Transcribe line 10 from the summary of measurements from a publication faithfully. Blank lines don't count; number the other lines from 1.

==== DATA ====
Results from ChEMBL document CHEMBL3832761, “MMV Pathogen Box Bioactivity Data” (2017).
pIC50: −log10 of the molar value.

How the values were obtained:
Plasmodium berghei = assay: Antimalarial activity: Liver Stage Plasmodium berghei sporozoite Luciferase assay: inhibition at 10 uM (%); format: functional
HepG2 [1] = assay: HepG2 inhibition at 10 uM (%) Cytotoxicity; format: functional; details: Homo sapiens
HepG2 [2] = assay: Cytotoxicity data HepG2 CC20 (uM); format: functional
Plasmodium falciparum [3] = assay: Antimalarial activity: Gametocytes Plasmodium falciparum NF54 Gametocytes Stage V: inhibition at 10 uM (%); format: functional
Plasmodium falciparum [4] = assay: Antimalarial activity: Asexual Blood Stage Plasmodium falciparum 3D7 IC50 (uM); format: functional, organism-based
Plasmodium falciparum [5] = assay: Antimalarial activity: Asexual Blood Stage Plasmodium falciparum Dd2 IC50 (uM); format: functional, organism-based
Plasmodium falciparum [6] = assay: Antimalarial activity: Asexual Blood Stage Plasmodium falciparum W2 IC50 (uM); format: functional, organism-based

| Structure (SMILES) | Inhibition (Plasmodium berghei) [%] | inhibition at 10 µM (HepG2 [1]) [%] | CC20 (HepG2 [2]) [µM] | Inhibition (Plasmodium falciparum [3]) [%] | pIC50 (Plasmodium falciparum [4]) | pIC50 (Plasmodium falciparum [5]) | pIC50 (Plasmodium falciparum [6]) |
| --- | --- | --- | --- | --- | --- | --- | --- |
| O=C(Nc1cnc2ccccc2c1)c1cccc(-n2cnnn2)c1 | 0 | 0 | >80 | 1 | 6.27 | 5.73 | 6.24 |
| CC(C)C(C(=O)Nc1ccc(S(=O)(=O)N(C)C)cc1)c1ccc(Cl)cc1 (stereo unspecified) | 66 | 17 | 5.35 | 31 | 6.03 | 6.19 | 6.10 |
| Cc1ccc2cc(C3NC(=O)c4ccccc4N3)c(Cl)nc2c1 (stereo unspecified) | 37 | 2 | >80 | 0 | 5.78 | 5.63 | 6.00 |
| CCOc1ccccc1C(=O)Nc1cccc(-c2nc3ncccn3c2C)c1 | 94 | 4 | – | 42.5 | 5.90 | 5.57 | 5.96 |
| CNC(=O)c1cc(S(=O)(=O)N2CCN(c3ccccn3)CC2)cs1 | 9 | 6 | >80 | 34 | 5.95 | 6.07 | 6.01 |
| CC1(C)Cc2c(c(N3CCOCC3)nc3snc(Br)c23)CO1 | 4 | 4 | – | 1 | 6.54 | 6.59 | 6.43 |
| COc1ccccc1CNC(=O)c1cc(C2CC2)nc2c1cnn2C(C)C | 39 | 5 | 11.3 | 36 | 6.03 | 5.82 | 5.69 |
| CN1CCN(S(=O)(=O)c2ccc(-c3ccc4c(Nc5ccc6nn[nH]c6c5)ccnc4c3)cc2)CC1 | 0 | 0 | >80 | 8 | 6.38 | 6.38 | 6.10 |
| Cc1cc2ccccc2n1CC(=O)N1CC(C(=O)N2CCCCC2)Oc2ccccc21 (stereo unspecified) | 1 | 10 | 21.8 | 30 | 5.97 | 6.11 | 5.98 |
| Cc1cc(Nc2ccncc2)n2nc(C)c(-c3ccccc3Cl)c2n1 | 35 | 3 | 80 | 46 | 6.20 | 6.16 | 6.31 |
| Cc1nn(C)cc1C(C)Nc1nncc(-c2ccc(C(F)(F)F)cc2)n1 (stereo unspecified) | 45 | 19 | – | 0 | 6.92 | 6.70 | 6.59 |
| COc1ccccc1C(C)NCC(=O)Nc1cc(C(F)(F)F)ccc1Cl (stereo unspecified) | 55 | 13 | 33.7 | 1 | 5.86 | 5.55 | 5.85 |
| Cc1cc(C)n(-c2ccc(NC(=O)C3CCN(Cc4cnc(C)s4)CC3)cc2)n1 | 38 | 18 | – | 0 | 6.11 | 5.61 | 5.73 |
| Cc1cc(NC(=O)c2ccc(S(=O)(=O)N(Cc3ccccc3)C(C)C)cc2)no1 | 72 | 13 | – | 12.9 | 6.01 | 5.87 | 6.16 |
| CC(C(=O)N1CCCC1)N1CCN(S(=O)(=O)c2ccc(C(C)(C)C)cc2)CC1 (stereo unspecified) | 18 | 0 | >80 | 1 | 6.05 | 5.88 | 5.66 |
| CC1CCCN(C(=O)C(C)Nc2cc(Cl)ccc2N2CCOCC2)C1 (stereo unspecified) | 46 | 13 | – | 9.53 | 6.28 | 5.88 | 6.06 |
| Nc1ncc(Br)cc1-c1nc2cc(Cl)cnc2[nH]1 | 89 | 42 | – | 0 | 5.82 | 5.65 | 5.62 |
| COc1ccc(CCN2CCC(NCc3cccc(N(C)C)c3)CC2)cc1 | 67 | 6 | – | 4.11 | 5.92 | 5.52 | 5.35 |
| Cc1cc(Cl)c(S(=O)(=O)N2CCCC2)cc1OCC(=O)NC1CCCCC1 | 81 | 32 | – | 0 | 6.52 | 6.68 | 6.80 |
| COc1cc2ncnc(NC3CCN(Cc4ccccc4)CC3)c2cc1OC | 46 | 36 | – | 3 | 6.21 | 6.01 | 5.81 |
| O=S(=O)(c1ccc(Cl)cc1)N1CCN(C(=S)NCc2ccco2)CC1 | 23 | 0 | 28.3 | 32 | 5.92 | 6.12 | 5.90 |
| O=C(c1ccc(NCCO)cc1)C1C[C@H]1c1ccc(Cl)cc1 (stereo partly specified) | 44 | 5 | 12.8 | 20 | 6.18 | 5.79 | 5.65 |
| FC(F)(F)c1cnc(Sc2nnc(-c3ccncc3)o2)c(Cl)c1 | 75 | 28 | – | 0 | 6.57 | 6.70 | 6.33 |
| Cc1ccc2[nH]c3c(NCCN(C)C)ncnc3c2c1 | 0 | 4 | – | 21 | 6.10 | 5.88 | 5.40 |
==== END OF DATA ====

Plasmodium falciparum [6] = assay: Antimalarial activity: Asexual Blood Stage Plasmodium falciparum W2 IC50 (uM); format: functional, organism-based